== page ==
Smart Transport

Hidden costs of commuting on employee health

A mental health consultancy is advising companies to carefully consider the hidden costs of commuting before asking staff to return to the office.

As companies start to consider the future of business travel and commuting, mental health consultancy Mente is advising companies to consider the cost of wear and tear that regular business travel and commuting can have on employee health and wellbeing.

Post Covid-19, many businesses are expected to review whether travel and commuting are as essential as they once were, with the AA predicting a permanent reduction in demand because people have learned to use home working technology that can be equally as effective as being 'in the room'.

Research by Mente has shown the average UK worker spends 400 days of their life commuting.

Mel Joseph, founder and managing director of Mente, who spent over a decade commuting in and out of London and traveling overseas with her job, believes that the past couple of months of businesses implementing home working could act as a catalyst towards permanently higher levels of teleworking.

How commuting impacts employee health

  • Exhaustion: Spending more time commuting while stressed may cause you to feel more and more tired. This may build up and lead to exhaustion, sleepless nights, and insomnia.
  • Loneliness: Spending large amounts of time commuting alone, may lead you to feel isolated.
  • Higher stress levels: One study found that a high percentage of commuters said they felt more stressed as a result of their travel with anxiety and depression being high on the list of chronic ill health.
  • Declining physical health status: Research has found commuters did less physical activity because of their commute and health status was found to be worse among those who had long commutes.
  • Overeating: One study found that commuters reported that their commutes contributed an average additional 767 calories to their diet each week from food and drink outside regular meals and most said they snacked more.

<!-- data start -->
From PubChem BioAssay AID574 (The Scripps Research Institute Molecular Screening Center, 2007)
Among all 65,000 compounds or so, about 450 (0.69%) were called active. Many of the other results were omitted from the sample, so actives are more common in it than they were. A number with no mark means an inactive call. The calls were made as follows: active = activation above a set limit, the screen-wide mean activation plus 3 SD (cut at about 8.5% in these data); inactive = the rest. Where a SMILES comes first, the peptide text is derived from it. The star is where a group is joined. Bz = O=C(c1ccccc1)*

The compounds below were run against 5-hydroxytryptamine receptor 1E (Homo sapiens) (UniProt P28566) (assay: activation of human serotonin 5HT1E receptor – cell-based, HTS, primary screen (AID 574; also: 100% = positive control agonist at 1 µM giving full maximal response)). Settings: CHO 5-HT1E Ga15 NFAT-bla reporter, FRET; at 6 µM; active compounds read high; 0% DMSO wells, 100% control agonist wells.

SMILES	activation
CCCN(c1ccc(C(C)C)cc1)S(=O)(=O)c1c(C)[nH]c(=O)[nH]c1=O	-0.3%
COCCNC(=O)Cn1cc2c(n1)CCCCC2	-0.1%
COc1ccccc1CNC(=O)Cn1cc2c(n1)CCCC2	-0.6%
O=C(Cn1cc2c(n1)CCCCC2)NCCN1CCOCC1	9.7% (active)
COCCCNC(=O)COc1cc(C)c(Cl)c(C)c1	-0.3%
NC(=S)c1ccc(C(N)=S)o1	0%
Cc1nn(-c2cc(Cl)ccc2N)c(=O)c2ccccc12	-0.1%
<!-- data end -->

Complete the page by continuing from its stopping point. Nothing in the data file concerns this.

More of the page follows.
• Overall lower levels of happiness and satisfaction: Research has found that people who commute have lower levels of happiness and satisfaction. Spending time away from those you love may also lead to lower life satisfaction.

Joseph advises businesses to be strategic in their approaches towards business travel and commuting and the impact that travel might have on employee productivity and their overall health.

“Whether it's traveling to visit clients on their premises or daily commuting into a place of work it can often leave employees irritated and deflated which can ultimately have an impact on both their physical and mental health with many starting their day stressed before they have even switched on their computer, clocked in, or spoken to their first client,” said Joseph.

“This can reduce productivity, performance, increase absenteeism and presenteeism, and even increase staff turnover.

 “During lockdown, some employees have reported a positive impact on their personal life, with some gaining up to three hours back into their day allowing them the time to exercise, spend more time with family and switch off sooner than previously.”

Joseph advises companies planning to reopen offices and reinstate travel and commuting need to consider how they can mitigate the effects of employee stress:

“Employers need to consider human wear and tear caused by travel, and the impact it has on the business. Perhaps start to ask yourself: do my employees actually need to travel and do we actually still need that office."

Watch now: Connecting Policy To Solutions Virtual Conference 2021

Smart Transport Conference returned on June 8th & 9th, to facilitate pivotal discussions on the future of transport. 

The UK’s most senior public and private sector transport leaders discussed the impact of Covid-19, achieving the Government’s decarbonisation ambitions, the need for more efficient living and better health, and much more.

Keynote speakers included: 

Kwasi Kwarteng, secretary of state at the Department for Business, Energy and Industrial Strategy (BEIS), who spoke on BEIS's approach to decarbonising transport, particularly the electrification of the vehicle industry

Keith Williams, co-author of the Williams-Shapps Plan for Rail, who spoke on rail’s role in integrated transport, decarbonisation and innovation.

Rachel Maclean, parliamentary under-secretary of state at the Department for Transport, who discussed the future of transport and its pivotal role in a ‘green recovery’ from the pandemic.

 

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